A solid month, I think. And because I started this post by saying it would be short, it’s probably time to keep that promise.

    Stay safe and be well, everyone.

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  • Writing

    Drafting Fiction

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    About six weeks earlier than I planned, I’ve started drafting fiction again. It’s not, so far as I can tell, affecting the editing progress I’ve planned to make in the same period, which probably means I’m neglecting something else slightly, so I’m going to keep at it.

    It’s only been going on about a week so far, and I’m not dedicating a huge amount of time for it, but it’s making me happy. There’s a particular kind of pleasure in crafting new words that’s different than the pleasure I get from polishing and rearranging existing ones. Yes, I’ve still got a lot (A LOT) of catch up to do on the editing side, but I’ve made a lot of inroads this year, especially since COVID, and I feel like I never want to get to the point where I’ve completely caught up. What fun would that be?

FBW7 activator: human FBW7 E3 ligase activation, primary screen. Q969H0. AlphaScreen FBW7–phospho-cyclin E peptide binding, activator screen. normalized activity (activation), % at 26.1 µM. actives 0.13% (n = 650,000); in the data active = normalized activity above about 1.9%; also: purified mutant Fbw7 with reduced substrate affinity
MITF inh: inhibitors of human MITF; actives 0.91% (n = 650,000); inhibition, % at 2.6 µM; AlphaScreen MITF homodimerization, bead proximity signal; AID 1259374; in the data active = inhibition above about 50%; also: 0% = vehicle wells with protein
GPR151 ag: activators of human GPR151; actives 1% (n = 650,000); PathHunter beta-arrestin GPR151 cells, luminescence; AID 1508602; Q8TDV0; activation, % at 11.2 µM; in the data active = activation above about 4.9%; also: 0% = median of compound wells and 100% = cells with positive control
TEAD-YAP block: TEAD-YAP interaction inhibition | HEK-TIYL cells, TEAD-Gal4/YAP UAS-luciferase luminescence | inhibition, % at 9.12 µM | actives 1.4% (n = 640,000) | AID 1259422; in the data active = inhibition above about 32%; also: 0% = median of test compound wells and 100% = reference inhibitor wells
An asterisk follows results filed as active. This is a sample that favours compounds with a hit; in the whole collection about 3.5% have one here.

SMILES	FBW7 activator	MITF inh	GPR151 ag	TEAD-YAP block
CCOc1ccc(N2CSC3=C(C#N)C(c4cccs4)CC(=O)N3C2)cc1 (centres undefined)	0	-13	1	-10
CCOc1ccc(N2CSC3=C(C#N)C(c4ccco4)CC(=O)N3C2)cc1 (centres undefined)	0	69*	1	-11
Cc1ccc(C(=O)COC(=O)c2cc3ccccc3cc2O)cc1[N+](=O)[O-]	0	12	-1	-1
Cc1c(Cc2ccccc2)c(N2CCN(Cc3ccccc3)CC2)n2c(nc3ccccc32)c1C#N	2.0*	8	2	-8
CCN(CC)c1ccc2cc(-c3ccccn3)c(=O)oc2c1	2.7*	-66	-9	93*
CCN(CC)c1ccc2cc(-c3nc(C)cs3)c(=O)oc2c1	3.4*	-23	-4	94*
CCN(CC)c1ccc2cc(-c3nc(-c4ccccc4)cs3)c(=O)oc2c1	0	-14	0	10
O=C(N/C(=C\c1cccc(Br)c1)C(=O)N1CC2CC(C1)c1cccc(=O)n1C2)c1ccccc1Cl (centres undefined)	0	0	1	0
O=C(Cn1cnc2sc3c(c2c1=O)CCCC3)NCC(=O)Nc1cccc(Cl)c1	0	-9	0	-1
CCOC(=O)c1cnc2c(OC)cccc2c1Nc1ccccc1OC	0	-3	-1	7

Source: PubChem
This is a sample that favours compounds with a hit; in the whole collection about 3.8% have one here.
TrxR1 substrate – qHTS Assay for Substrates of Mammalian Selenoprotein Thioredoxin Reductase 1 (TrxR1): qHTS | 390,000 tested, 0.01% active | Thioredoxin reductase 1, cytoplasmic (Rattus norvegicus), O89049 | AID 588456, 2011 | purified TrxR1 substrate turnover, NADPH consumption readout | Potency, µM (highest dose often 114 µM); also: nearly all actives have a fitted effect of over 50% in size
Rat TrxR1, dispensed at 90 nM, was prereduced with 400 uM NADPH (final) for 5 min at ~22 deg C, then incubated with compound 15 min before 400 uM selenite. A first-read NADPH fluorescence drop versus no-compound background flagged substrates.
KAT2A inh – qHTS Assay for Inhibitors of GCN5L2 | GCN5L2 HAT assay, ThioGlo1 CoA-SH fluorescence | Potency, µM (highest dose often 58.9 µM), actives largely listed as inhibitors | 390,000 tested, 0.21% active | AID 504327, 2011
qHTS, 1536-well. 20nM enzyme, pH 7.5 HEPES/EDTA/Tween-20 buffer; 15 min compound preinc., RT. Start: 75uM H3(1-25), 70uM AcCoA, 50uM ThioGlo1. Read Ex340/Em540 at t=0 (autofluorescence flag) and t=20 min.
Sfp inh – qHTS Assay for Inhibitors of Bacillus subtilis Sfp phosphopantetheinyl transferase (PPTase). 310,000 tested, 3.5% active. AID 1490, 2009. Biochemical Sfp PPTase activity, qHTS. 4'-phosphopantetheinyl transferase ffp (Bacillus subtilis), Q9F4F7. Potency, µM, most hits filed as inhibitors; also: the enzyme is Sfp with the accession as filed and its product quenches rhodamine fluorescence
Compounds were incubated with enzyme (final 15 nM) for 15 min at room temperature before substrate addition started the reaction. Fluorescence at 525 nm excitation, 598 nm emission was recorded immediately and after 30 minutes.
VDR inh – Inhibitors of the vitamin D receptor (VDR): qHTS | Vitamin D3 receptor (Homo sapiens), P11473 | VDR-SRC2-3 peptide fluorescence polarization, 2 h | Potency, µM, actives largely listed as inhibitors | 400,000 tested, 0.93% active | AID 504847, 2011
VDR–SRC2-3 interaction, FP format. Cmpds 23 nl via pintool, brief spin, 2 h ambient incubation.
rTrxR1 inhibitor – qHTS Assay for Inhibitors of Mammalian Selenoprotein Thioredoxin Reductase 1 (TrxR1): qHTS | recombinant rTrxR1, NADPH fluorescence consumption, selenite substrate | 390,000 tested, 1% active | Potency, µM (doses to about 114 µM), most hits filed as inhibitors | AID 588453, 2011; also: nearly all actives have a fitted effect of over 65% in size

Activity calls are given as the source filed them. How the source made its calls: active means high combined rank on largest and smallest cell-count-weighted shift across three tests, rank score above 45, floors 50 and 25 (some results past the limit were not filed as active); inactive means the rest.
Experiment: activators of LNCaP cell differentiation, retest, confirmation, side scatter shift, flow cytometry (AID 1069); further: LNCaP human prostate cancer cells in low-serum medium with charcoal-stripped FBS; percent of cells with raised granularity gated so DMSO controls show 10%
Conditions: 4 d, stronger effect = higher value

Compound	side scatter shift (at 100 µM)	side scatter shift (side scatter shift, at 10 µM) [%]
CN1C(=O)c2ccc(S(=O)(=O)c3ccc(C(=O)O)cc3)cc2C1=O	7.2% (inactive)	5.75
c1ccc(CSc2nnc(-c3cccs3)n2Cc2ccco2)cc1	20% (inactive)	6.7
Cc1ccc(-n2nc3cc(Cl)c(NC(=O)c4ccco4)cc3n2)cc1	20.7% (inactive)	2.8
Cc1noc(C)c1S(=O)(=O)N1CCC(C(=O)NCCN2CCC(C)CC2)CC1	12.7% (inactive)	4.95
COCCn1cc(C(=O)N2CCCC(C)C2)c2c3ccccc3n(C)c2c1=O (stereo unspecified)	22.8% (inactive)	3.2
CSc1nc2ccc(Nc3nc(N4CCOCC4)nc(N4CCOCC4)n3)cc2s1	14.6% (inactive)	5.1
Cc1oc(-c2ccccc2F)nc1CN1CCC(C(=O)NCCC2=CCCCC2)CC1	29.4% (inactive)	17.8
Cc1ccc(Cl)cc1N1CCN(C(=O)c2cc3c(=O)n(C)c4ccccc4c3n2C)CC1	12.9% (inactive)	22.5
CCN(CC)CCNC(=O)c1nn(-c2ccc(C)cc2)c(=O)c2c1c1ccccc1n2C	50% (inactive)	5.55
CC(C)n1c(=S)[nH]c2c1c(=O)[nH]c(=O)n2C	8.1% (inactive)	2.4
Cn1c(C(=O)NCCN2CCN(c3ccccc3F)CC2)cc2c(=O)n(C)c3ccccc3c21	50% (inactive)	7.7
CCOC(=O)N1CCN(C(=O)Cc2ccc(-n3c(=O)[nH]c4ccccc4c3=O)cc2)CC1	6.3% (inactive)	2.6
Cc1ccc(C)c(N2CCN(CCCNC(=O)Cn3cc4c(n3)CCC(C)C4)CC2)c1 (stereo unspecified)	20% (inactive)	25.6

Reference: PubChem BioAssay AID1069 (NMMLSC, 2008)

To offset the Star Trek novella I’m working on (based on an audio drama script that I’m not likely to ever produce as an audio drama) that will probably come in at somewhere between 25 and 30,000 words when fully edited (6k into the first draft so far), I’m trying my hand at flash length for the first time in quite a while.